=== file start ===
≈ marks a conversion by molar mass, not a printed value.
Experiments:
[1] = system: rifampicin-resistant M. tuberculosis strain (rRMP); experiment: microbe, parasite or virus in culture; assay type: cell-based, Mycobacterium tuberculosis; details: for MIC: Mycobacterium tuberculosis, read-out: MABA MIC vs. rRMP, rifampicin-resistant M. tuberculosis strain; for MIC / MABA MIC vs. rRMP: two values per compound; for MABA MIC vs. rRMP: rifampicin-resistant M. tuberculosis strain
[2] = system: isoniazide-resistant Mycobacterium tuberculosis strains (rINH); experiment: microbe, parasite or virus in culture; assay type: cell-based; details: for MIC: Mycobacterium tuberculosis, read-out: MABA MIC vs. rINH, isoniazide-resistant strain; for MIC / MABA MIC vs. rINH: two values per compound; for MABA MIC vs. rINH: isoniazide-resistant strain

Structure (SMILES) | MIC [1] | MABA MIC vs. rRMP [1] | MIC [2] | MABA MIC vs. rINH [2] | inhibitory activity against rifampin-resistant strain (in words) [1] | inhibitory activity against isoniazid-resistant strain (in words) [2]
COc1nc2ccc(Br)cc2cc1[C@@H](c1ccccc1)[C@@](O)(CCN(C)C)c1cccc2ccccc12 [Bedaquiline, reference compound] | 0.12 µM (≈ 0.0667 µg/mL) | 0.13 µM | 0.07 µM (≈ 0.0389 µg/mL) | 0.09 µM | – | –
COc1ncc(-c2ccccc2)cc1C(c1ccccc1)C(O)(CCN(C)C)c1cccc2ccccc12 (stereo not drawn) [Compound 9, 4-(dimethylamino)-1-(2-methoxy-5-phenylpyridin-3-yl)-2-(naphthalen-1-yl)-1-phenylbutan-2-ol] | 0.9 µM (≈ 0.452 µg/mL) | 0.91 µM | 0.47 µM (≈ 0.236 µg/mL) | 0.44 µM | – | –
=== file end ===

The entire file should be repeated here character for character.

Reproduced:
≈ marks a conversion by molar mass, not a printed value.
Experiments:
[1] = system: rifampicin-resistant M. tuberculosis strain (rRMP); experiment: microbe, parasite or virus in culture; assay type: cell-based, Mycobacterium tuberculosis; details: for MIC: Mycobacterium tuberculosis, read-out: MABA MIC vs. rRMP, rifampicin-resistant M. tuberculosis strain; for MIC / MABA MIC vs. rRMP: two values per compound; for MABA MIC vs. rRMP: rifampicin-resistant M. tuberculosis strain
[2] = system: isoniazide-resistant Mycobacterium tuberculosis strains (rINH); experiment: microbe, parasite or virus in culture; assay type: cell-based; details: for MIC: Mycobacterium tuberculosis, read-out: MABA MIC vs. rINH, isoniazide-resistant strain; for MIC / MABA MIC vs. rINH: two values per compound; for MABA MIC vs. rINH: isoniazide-resistant strain

Structure (SMILES) | MIC [1] | MABA MIC vs. rRMP [1] | MIC [2] | MABA MIC vs. rINH [2] | inhibitory activity against rifampin-resistant strain (in words) [1] | inhibitory activity against isoniazid-resistant strain (in words) [2]
COc1nc2ccc(Br)cc2cc1[C@@H](c1ccccc1)[C@@](O)(CCN(C)C)c1cccc2ccccc12 [Bedaquiline, reference compound] | 0.12 µM (≈ 0.0667 µg/mL) | 0.13 µM | 0.07 µM (≈ 0.0389 µg/mL) | 0.09 µM | – | –
COc1ncc(-c2ccccc2)cc1C(c1ccccc1)C(O)(CCN(C)C)c1cccc2ccccc12 (stereo not drawn) [Compound 9, 4-(dimethylamino)-1-(2-methoxy-5-phenylpyridin-3-yl)-2-(naphthalen-1-yl)-1-phenylbutan-2-ol] | 0.9 µM (≈ 0.452 µg/mL) | 0.91 µM | 0.47 µM (≈ 0.236 µg/mL) | 0.44 µM | – | –